AUTHORLINK: And during that time you discovered something very important:


". . .surrendering to my baby, I finally realize, is not at all about defeat on or off the read. it is about seeing with the heart.—p.167

Writing, too, is about seeing with the heart. How long did it take you to complete the book?


HANESSIAN: It took me four and a half years of writing before I sensed that I had told a meaningful story. I didn’t know where or when it would end, until on moment late at night when I was cleaning up in my office and stumbled across a letter from me to my unborn son Nicholas. I knew intuitively that I had just found the last page of my book. Throughout the book- writing process, I wrote as I was actually experiencing the events. That may be part of why the book is compelling. Other mothers can witness my experiences first hand. If I had written the book in retrospect, two things would have happened: 1. I would have lost the detail that made the book credible; 2. I'd have been writing from a different standpoint, from the perspective of knowing the answer then going back to discuss the question. Writing the experiences as they happened to me made the book more of a live quest.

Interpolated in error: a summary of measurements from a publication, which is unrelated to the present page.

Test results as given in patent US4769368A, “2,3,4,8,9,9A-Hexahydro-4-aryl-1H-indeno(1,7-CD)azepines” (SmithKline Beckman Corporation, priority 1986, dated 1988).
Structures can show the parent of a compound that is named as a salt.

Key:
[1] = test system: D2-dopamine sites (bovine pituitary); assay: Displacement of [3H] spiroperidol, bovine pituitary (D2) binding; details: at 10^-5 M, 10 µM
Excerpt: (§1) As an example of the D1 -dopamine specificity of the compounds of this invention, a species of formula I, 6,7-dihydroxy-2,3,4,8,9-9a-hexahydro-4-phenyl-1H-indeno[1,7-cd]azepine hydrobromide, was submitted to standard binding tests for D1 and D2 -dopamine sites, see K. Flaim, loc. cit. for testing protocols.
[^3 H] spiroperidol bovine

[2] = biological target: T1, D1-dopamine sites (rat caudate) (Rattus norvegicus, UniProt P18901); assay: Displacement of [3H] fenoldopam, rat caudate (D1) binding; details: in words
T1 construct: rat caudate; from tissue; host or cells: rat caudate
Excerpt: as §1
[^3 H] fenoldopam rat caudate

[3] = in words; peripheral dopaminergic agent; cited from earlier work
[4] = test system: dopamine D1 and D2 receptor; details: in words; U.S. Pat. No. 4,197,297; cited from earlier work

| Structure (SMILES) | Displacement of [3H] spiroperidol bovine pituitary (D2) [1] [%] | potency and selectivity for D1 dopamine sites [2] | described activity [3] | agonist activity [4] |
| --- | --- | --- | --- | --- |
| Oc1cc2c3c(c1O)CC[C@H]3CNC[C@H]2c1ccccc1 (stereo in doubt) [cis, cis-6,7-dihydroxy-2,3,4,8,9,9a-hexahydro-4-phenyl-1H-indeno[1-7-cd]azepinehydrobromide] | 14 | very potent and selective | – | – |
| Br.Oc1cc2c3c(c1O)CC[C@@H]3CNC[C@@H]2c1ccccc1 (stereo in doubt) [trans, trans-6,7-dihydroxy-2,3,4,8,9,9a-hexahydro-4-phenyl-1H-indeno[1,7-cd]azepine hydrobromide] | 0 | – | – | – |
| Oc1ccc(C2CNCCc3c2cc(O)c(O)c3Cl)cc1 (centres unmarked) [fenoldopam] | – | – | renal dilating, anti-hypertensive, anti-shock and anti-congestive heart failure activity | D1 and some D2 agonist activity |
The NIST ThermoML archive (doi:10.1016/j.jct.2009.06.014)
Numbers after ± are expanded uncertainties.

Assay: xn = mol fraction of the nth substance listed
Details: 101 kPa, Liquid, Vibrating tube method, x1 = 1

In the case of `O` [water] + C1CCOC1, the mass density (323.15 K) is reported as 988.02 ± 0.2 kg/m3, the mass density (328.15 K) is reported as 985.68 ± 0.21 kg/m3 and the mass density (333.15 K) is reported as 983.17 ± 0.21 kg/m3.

AUTHORLINK: How did you find your publisher?


HANESSIAN: When Meredith Phelan and Judith Ehrlich began pitching my book, I asked them if we could query St. Martin's Press. Having seen other books they had done, I had a sense that they'd be the right house for the book. We received several offers, and sure enough, we chose St. Martin's. I had heard all sorts of horror stories about the publishing process from other authors, but I have found my editor Jennifer Weis, and everyone else at the house, to be a joy, so supportive and enthusiastic.


AUTHORLINK: Did you have to make many revisions to the manuscript once sold?


HANESSIAN: Jennifer didn’t touch the writing, but instead offered some excellent suggestions of where to incorporate an event or dialogue in a few chapters to ground my emotions and observations in time and place for the reader. For example: "I'd love to hear more about your husband here," or "Could you could add a concrete event, a nugget, somewhere in the second and third chapters. Like, when did your blues end? How did you choose your pediatrician?" The conversation with my husband as we walked along the beach was added at Jennifer's suggestion. It really made a difference in the emotional integrity of that chapter.